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Professor Sir Colin Campbell, President and Vice-Chancellor of the University of Nottingham
How to Make Structural and Operational Arrangements to Balance Academic,Administrative and Market Forces on Campus: the Nottingham Experience

Nowadays, universities operate in a global market. Increasingly, students and staff make decisions on an international basis so that universities in the UK compete not only with each other, but also with the very best institutions in the world.

Like all businesses, universities must seek to maximize their income, but unlike businesses, universities are not seeking to maximize 'profits'. They are (with some exceptions largely in the US) not-for-profit organizations established to excel in teaching and research. Nonetheless, universities are in competition with each other in trying to raise funds -- to earn revenues and get as large a share of public funding as possible.

Universities must develop a competitive edge in order to attract more students, better staff and more public funding. Marketing departments have sprung into existence in recent years - publications have become professional, advertising and headhunting are sophisticated, Open Days attract thousands of students onto campus, and attractive web sites receive thousands of hits a day. Yet without a quality product to sell, universities will not succeed in this new competitive global environment.

How do universities seek to improve quality so as to compete globally?

There is no doubt that money helps. It buys top quality staff and state-of-the-art research and teaching facilities. But no Government can afford to fund the global explosion in demand for higher education, so universities must seek to diversify their income. Each institution will have its own balance of income from sources such as:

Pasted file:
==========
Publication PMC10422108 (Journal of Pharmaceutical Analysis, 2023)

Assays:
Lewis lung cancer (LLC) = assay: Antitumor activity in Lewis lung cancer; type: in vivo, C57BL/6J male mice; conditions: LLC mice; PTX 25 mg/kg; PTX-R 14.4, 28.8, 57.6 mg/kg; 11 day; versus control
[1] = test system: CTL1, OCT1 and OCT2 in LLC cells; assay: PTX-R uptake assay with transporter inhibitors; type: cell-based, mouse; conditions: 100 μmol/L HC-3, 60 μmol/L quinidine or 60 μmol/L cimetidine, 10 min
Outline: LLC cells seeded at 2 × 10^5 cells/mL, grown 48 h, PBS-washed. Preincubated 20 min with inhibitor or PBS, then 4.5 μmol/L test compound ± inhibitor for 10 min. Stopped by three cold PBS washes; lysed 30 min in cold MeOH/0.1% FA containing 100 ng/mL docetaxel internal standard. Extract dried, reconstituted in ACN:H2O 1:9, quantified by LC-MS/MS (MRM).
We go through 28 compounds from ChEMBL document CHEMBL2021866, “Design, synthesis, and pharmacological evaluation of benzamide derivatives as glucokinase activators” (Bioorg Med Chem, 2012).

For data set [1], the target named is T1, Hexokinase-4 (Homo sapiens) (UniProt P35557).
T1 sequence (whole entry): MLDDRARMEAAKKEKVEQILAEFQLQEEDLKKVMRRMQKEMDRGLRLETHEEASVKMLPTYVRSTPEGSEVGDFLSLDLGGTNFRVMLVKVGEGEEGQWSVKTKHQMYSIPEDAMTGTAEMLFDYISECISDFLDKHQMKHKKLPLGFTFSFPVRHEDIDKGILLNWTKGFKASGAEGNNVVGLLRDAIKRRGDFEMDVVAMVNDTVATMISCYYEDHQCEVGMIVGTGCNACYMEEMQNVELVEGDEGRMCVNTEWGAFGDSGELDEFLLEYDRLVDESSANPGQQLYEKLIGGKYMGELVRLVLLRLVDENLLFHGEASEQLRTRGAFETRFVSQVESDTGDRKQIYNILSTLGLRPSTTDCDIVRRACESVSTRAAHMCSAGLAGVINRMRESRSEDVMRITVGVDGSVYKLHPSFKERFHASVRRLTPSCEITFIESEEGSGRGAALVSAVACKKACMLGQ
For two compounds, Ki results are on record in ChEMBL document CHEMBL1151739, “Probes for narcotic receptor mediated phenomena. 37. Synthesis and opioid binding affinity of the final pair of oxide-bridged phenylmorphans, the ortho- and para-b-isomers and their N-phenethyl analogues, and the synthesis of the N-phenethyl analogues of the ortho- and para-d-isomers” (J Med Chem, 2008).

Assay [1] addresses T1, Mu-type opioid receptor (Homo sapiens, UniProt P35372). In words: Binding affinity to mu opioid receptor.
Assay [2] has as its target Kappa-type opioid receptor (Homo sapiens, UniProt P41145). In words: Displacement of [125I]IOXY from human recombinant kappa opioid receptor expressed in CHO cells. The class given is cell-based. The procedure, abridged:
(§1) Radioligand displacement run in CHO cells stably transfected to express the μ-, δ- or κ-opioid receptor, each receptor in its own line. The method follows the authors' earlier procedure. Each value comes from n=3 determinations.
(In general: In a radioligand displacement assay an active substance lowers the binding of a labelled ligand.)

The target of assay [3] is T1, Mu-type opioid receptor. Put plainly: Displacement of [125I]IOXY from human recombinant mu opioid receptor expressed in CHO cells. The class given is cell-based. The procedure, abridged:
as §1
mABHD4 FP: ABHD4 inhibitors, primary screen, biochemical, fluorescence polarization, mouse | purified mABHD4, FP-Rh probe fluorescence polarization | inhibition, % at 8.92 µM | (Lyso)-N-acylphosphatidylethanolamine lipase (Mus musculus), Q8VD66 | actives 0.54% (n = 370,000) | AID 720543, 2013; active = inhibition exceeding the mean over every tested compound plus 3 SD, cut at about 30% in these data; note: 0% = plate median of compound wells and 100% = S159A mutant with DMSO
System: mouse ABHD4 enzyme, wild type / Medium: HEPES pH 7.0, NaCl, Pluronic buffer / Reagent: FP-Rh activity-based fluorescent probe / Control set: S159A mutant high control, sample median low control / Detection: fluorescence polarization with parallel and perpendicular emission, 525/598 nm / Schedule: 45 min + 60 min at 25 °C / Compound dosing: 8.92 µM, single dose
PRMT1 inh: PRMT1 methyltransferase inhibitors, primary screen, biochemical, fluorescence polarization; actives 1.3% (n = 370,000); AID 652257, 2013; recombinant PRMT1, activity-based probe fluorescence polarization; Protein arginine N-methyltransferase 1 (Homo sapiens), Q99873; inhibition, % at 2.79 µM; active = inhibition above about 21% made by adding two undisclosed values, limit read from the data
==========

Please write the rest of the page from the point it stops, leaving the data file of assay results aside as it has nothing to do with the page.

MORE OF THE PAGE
• Research contracts

  • Industry-funded research

  • Technology transfer and the commercialization of research

  • Tuition fees

  • Development campaigns

    In order to provide teaching of the highest quality and to carry out groundbreaking research, staff must be motivated. Academic staff are not motivated solely by financial rewards. If they were they would not be working in higher education in the first place. It is important to give academics the freedom from bureaucracy that enables them to achieve their full intellectual capability. The UK has made considerable progress in recent years even if the system is still over-regulated.

    So if a quality, competitive university is created with a healthy injection of income from various sources and a motivated staff, how is success measured?

    League tables and performance indicators would claim to be the answer. There is no doubt they make compelling reading and of course we use them at Nottingham. Internally, we compare ourselves with our national and international competitors in almost every area of university life -- tuition fee levels, teaching quality assessment outcomes, research assessment outcomes, even down to the prices we charge students for their accommodation. We are pleased when we are in the top five or top ten of a league table. Our aim is always to appear in the top groupings and of course we publicize these achievements.

    But performance indicators and league tables are not the full story. Universities must respond to the new market economies and use contemporary devices to optimize their performance. But they must not be side-tracked into concentrating on these activities. The fundamentals remain the same. Undertaking fundamental new research and teaching the brightest of the new generation are our priorities. Universities must not lose themselves in the minutiae of the drive for competitive success. They must maintain the spirit that makes them great -- their values of academic excellence, world-leading research, and a life-enriching experience for all those who study with us.

    (china.org.cn, July 30, 2002)

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